By Julien Pollack, University of Sydney and Petr Matous, University of Sydney
Someone we know recently told us about a team-building event that proved anything but.
The chief executive who arranged it loved mountain biking. So he chose a venue to share his passion with his team. On the day, he shot around the track. Others with less experience took up to three hours longer. He settled in at the bar with a small entourage. Other staff trudged in much later, tired and bloody, not feeling at all like a team.
Many of us can recall team-building exercises that seemed like a waste of time. One problem is overcoming the natural human tendency to hang out with those people we already feel comfortable with, just as that chief executive did.
We suggest there is a better team-building approach. It doesn’t involve bicycles or obstacle courses or whitewater rafting. It doesn’t even necessarily involve your whole team.
It’s about understanding that teams are social networks built on connections between individuals. It involves deep one-on-one conversations, designed to get people out of their comfort zones.
In any situation, be it at a party or at work, most of us naturally tend to gravitate towards those we know. In doing so we strengthen already strong relationships. Familiarity creates psychological safety – the feeling of trust that you are free to be you.
Research suggests psychological safety is crucial in the work environment. There is much more to team success than simply focusing on the task at hand. Team members need to talk regularly, and be comfortable raising difficult issues. Feeling able to make a mistake and express oneself freely improves team performance and the ability to innovate.
Building psychological safety takes time, however, and normal workplace interactions may not be conducive to developing trust naturally. Which is why managers often turn to team-building exercises.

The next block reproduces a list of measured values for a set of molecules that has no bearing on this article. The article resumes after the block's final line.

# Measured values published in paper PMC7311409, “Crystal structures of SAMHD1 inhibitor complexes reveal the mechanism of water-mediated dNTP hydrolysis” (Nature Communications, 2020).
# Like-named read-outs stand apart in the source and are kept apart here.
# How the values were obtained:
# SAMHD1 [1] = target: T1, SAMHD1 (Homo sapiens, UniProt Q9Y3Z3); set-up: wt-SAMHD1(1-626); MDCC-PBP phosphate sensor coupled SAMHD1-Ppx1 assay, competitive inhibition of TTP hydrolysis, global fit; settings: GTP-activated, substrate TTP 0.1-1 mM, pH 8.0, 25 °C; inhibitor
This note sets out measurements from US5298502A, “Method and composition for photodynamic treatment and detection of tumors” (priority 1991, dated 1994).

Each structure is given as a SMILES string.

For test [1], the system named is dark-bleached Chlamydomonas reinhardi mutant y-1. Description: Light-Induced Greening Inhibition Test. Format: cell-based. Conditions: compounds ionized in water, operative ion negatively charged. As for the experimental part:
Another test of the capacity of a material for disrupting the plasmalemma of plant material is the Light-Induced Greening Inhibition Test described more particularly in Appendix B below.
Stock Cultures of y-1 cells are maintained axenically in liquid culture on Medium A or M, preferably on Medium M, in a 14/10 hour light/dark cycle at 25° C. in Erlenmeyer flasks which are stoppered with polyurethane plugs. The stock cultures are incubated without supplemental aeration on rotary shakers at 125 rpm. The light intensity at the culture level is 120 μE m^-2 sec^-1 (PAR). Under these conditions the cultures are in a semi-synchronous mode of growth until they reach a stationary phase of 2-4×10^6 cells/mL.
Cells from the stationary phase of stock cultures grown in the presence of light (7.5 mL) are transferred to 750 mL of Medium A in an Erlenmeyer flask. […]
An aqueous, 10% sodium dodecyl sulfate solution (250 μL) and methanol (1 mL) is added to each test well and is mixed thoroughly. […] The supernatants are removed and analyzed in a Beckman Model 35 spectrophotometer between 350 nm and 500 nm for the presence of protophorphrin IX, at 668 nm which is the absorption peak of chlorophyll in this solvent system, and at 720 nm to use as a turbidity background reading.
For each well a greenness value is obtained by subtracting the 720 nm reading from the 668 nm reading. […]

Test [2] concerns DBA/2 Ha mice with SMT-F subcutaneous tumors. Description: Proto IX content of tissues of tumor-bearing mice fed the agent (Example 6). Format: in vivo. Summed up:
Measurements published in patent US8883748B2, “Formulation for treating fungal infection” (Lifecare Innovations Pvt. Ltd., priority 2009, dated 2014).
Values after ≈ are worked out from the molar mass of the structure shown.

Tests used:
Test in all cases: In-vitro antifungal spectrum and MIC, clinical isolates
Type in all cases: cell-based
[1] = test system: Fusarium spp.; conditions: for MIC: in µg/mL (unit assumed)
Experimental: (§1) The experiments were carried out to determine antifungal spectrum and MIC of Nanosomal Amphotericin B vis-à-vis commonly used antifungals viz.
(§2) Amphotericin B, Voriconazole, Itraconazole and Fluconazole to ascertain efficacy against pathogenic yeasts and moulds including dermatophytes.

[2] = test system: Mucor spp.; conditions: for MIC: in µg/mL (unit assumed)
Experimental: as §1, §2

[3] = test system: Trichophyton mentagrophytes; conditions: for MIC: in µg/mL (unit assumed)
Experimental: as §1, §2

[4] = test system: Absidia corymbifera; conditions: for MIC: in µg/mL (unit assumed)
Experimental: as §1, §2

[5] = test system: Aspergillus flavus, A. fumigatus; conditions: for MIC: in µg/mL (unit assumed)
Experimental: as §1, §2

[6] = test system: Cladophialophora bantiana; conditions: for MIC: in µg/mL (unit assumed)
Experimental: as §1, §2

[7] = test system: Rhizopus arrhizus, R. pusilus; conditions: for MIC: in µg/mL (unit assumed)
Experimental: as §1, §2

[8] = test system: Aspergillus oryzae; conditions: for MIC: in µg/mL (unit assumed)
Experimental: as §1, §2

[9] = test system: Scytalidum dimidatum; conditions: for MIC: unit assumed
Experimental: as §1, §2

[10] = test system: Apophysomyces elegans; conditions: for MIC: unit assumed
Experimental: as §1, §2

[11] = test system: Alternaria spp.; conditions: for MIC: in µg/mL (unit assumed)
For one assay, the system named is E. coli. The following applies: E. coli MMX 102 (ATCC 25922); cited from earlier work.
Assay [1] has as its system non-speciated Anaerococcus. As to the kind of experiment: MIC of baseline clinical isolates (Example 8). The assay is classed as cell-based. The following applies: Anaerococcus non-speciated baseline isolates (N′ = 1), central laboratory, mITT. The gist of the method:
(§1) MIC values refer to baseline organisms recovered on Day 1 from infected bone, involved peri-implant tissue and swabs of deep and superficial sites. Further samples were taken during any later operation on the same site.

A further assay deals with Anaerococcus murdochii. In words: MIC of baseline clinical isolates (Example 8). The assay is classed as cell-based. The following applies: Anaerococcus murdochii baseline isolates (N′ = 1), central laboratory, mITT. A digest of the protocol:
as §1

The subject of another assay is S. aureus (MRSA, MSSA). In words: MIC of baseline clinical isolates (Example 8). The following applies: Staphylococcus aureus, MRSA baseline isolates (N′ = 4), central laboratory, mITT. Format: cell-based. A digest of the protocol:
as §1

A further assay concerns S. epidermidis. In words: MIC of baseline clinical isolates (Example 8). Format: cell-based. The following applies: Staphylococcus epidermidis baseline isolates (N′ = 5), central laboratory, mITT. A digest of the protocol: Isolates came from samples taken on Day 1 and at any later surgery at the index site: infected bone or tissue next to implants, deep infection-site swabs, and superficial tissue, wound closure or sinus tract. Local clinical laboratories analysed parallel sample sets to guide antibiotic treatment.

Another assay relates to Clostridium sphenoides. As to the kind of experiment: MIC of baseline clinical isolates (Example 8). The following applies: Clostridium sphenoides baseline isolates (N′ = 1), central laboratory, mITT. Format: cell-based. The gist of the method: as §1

But what exercises work the best?
Well-designed team-building should target and strengthen relationships that are for some reason too weak. Such weaknesses can disrupt communication networks by stopping critical information from getting to the people who need it.
We have used what is called social network analysis to map relationships in project teams.
Social network analysis is used in economics, marketing and management to study the structures of relationships between people and organisations. The focus is on the structural patterns of relationships within the entire team. These patterns can be systemically visualised using network graphs, such as those below.
As researchers we gauged the strength of connections by asking questions such as: “How often or how comfortable are you talking to each member of your team?”
The above two diagrams are the same group three months apart. In scenario (a) the group was split into two subgroups that were relatively comfortable communicating with each other. The group had, in fact, been two teams, brought together under a single manager. They were co-located but still largely working as two separate groups.
The company’s management thought team-building might help bring the subgroups together, and asked us to help. Scenario (b) shows the team three months later. There were more connections within the group, with one individual particularly pivotal in unifying the team.